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The Noise of TimeKovitch reflects on his predicament his personal history his parents various women and wives his children and all who The Noise PDFEPUBare still alive themselves hang in the balance of his fate And though a stroke of luck prevents him from becoming yet another casualty of the Great Terror for decades to come he will be held fast under the thumb of despotism made to represent Soviet values at a cultural conference in New York. Here I am listening to Shostakovich First Piano Concerto and wondering about Julian Barnes latest novel biography Throughout my reading I was asking myself why had he written this book I know his interest in classical music In his The Lemon Table Vigilance in my favorite short story It takes place during a concert in which Shostakovich’s music is played Barnes has also dealt with ‘real people’ in Arthur George in a highly successful fictional recreation of Sir Arthur Conan Doyle but this was entering a literary area which so far I had not associated with himMoreover Shostakovich in particular has been in the recent literary limelight I have heard that Vollman’s Europe Central which I have not read deals with a very fictional approach with the composer There is also Salomon Volkov’s Testimony The Memoirs which I own but have not yet read This last work occasioned a bitter controversy in The New York Review of Books I sort of perused through the confrontation between Orlando Figes and the Volkov when it took place gosh now two decades ago but cannot review it now since I am no longer subscribed GR takes up all my bookish explorations But as Orlando Figes does not have a reputation of unbreakable honesty I simply could not take sides This confrontation got onto such a high register that a book has been published about it The Shostakovich Wars view spoilernot in GR database yet but here it is in Google books hide spoiler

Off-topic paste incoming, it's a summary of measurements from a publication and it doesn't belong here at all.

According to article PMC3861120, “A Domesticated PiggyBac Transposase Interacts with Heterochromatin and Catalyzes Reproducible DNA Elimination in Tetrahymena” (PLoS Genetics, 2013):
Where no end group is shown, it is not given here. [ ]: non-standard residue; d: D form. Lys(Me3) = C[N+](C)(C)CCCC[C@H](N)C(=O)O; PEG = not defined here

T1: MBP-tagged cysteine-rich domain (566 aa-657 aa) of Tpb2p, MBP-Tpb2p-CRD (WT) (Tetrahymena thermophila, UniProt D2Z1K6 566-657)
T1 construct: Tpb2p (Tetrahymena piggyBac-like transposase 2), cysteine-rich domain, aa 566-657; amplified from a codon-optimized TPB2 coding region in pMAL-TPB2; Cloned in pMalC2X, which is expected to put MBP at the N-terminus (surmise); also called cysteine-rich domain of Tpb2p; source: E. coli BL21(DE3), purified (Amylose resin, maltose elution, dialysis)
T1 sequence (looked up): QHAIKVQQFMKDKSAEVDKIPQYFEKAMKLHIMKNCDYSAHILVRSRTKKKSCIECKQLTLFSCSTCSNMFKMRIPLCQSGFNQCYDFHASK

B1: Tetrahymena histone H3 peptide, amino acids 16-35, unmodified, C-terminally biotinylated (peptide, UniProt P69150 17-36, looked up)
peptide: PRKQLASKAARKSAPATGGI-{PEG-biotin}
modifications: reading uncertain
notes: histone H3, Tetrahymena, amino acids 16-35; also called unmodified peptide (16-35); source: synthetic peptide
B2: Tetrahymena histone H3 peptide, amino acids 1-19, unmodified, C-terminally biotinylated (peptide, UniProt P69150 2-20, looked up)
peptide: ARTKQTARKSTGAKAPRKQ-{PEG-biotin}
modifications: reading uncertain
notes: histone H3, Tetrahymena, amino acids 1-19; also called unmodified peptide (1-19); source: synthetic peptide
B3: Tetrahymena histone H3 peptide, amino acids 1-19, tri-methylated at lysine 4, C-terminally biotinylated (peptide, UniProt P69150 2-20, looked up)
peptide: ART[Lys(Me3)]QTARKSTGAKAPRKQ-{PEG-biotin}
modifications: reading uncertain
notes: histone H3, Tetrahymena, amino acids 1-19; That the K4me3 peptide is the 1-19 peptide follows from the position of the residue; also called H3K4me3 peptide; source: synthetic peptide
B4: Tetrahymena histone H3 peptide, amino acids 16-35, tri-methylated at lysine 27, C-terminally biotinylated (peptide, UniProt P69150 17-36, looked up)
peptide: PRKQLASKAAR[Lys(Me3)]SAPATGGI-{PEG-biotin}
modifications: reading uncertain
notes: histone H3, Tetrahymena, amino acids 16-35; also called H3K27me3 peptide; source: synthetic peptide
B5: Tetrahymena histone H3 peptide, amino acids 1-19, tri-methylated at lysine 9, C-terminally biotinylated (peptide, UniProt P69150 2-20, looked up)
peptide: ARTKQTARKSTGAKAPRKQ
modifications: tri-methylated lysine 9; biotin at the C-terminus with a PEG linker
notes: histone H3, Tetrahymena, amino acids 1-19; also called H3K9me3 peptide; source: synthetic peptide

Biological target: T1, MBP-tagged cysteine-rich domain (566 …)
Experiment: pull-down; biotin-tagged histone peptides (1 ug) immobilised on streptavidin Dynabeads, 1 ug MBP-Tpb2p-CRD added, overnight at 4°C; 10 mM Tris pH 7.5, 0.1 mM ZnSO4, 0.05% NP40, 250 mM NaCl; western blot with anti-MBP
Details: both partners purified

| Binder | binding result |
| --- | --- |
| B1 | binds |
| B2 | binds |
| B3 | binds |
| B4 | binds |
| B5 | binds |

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The Noise of Time Free read ¶ PDF, eBook or Kindle ePUB free Û ❰PDF❯ ✐ The Noise of Time Author Julian Barnes – A compact masterpiece dedicated to the Russian composer Dmitri Shostakovich Julian Barnes’s first novel since his best selling Man Booker Prize–winning The Sense oCity forced into joining the Party and compelled constantly to weigh appeasing those in power against the integrity of his music Barnes elegantly guides us through the trajectory of Shostakovitch's career at the same time illuminating the tumultuous evolution of the Soviet Union The result is both a stunning portrait of a relentlessly fascinating man and a brilliant exploration of the meaning of art and its place in society. A uiet book of the tough moral choices of a famous composer who has to survive in the controlling atmosphere of the Soviet system over the decades This channeling of the life of Shostakovich takes a minimalist route of presenting little of his family life childhood and emotional life I was a little disappointed not to get any real window on his creative process or even much detail on his musical interests and development But through Barnes’ focus on his state of mind at a few seminal turning points in his life I felt something powerful about the humanity of a creative soul seeping out between the cracks in the walls that would constrain him Certain brilliant touches in Barnes’ literary forms rendered a similar feeling about this author’s talent which also blooms amid the arid atmosphere of the stage like settings of his narrativeIn 1929 Stalin had a negative reaction to a Shostakovich’ opera at the Bolshoi a version of Lady Macbeth set in Russia Critics follow the dictator’s lead resulting in a newspaper headline the composer reads which turns his world upside down “Muddle Instead of Music” Despite its popularity around the world in his country his opera “was to be put down like a yapping dog which had suddenly displeased its master” The work is tagged as having “tickled the perverted taste of the bourgeois with its fidgety neurotic music” It took a long time to climb out of that hole toward renewed success gained at the cost of certain compromises Under the precept from Lenin that “art belongs to the people” the apparatchiks with power try to enforce the notion that “all music must be instantly comprehensible and pleasing to the masses” Yet at the same time Soviet leaders from Stalin on down expect a new Beethoven to emerge from their glorious system In his youth the Revolution had indeed inspired Shostakovich with the vison that all the arts “would form a dynamic partnership not just reflecting society or criticizing or satirising it but making it” Soon he recognized this as fantasy He could understand how it came to be that writers were tapped by the powers that be as “the engineers of human souls” Yet for him music was apolitical Those that have ears will hearDespite the former allure of Lenin’s words he holds this aesthetic in his heart Art belongs to everybody and nobody Art belongs to all time and no time Art no belongs to the People and the Party than it once belonged to the aristocracy and the patron Art is the whisper of history heard above the noise of timeTo gain the freedom to continue creating music he eventually succumbs to the pressure to join the Communist Party and accrue glory to the Soviet Union in trips to Europe At one point he is forced to denounce the exiled Stravinsky in a scripted speech a man whose work he long admired He only cares about his music and his wife and family As he goes through the motions to allow these things he loves to continue he finds his mind dwelling in irony as a foil to the dangers and the absurdities of the society around him To be Russian was to be pessimistic; to be Soviet was to be optimisticBarnes conveys well the anguish and near madness of Shostakovich at the beginning of the story The scene is of a man waiting to be interrogated one who waits night after night with a suitcase in the hall to spare his family All the while his mind flits from memory to memory like musical counterpoint some dark some light Like his emotional careening between hope and despair when he first met his future wife It was if he was always on the wrong metronome setting Late in his career when the terrors of the successive totalitarian regimes begin to lighten some people consider him courageous in his ability to survive He knows better Perhaps courage was like beauty A beautiful woman grows old she sees only what has gone; others see only what remains Some congratulate him on his endurance his refusal to submit The solid core beneath the hysterical surface He saw only what was goneI have no way of predicting if any of my Goodreads friends might enjoy this book given its limited plot elements and conventional drama with emotional hooks Maybe my satisfaction with it has to do with my identification with this version of the composer based on my own slippery slide with integrity out of accommodation to outside forces during my mundane life Also I appreciated how the subtle surprises in the prose and restrained mode of presentation of disturbing situations left me with the kind of emotional impact you get from a great piece of music that builds on its themes